Benefits: Loosens the soil and maximizes yields
Proximity: 8–10 inches

You should plant beets in the cool weather season when planting carrots. They loosen up the soil in the garden with their large taproots and bulbous roots. Carrots and beets also go well together in salads and stews, so planting them together is a win-win situation.

6. Spinach

Image Credit: ha11ok, Pixabay
Maturity time: 6 weeks
Benefits: For biodiversity and to maximize yields
Proximity: 4–6 inches

Spinach grows better during the warmer seasons, and the seeds need the ground to be at a temperature of 45o F. They do pretty well when grown with carrots, so plant them a few weeks after planting the carrots. Spinach roots are shallow and stay low on the ground, so they do not interfere with carrot roots.

7. Turnips

Purple-Top Turnips
Image Credit: julie deshaies, Shutterstock
Maturity time: 6–10 weeks
Benefits: Loosen the soil and maximize yields
Proximity: At least 4–6 inches

Turnips are in the same class as veggies like beets and radishes and grow in similar conditions. They grow in the same cool season and in soils with a lot of moisture. The tap root and bulb do not interfere with the root of the carrots, and they don’t use too many nutrients in the soil.

Their green leaves also have a strong spicy smell that repels the garden’s pests, especially carrot flies. However, some turnip bulbs grow to a large size which can impair the growth of carrots.

8. Cabbages

savoy cabbage
Image Credit: Mattice Boets, Shutterstock
Maturity time: 60–100 days
Benefits: Loosens the soil and maximizes yields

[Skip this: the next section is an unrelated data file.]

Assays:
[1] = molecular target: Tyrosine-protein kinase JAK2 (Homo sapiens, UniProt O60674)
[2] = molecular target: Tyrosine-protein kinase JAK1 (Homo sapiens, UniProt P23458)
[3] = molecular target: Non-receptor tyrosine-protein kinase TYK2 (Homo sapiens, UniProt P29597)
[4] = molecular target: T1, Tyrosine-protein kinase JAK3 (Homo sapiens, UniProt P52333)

Proximity: At least 12 inches

Cabbages make a great companion crop for carrots since they are low-growing. Although they don’t repel pests, they add diversity to the soil and distract the pests from the carrots. Plus, you have to admit; a combination of cabbages and carrots also makes excellent soup.

9. Bush Beans

bush bean plant
Image By: byrev, Pixabay
Maturity time: 50–70 days
Benefits: Adds nutrients and maximizes yields
Proximity: 6 inches

Bush beans don’t grow tall and are at no risk of shading carrots from sunlight. Beans also release organic nutrients into the soil through the nitrogen-fixing bacteria in their roots. Although carrots don’t do well in soils with high nitrogen levels, planting a few bush beans won’t do any harm. They also don’t pose any competition for nutrients to the carrots.

10. Lettuce

Coastline Summer Crisp Lettuce
Image Credit: michael, Pexels
Maturity time: 6–8 weeks
Benefits: Maximizes yields and space
Proximity: At least 3–6 inches

Unlike most other companion crops, you can plant lettuce in between carrots. The lettuce will often be ready for harvest first, so ensure you don’t disturb the soil during harvesting. While lettuce may not have significant benefits as a companion crop, they make good use of any unused space in the carrot bed. Lettuce is also shallow-rooted and won’t compete with carrots.

11. Tomatoes

close up tomato plant in the garden
Image Credit: Couleur, Pixabay
Maturity time: 60–100 days
Benefits: Maximizes yields, repels pests
Proximity: At least 10–12 inches

Carrots and tomatoes are a match made in heaven both in the garden and kitchen. However, if you choose to grow tomatoes with your carrots, you need to add sprinklers because tomatoes rob carrots of water. They also produce strong natural insecticides, referred to as solanine, that repels pests.

divider 5

The 5 Worst Companion Plants for Carrots

Carrots are easygoing plants and will survive in most conditions and with most companion plants. However, there are some plants they don’t get along with. They include:

1. Dill

dill plants
Image Credit: Hans, Pixabay

Dill produces compounds that can stunt carrot growth. They are among the worst companion plants for carrots for this reason alone.

2. Fennel

fennel bulb in garden bed
Image Credit: nnattalli, Shutterstock